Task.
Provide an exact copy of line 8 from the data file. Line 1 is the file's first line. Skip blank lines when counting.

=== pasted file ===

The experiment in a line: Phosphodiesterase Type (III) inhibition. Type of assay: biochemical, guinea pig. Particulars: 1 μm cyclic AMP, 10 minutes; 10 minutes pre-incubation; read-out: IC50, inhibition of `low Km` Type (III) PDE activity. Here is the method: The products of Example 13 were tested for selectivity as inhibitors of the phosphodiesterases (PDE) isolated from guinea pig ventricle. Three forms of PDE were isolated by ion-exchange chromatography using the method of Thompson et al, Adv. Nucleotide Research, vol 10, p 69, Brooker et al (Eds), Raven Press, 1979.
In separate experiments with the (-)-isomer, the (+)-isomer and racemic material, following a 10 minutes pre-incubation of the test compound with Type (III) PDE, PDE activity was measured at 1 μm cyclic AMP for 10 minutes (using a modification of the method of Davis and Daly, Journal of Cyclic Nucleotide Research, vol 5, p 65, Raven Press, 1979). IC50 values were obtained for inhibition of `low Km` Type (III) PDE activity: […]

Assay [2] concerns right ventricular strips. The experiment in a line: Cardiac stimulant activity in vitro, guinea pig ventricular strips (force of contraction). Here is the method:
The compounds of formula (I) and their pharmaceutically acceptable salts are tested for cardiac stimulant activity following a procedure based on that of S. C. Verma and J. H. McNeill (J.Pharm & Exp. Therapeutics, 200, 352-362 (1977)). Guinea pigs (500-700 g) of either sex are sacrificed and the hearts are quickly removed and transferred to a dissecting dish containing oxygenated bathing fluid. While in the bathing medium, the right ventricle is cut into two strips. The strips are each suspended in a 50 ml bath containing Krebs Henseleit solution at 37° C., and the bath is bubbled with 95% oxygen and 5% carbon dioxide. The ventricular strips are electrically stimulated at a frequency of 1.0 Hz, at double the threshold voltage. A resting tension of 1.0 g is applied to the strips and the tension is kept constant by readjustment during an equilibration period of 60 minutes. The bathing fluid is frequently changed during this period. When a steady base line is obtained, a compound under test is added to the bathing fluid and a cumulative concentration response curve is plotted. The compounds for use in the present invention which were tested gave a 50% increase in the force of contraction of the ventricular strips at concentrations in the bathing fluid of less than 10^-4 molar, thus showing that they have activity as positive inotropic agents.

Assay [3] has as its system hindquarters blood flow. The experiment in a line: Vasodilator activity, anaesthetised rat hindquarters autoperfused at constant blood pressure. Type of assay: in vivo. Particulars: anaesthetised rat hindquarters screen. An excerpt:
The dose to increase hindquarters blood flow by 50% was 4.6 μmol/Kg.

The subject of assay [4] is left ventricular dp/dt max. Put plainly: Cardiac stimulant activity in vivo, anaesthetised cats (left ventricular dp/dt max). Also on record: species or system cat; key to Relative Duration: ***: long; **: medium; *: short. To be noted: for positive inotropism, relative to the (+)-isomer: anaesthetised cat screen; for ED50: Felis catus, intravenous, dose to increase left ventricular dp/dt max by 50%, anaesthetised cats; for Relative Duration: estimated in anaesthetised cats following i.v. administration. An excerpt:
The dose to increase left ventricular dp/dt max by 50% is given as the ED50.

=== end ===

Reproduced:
The dose to increase left ventricular dp/dt max by 50% is given as the ED50.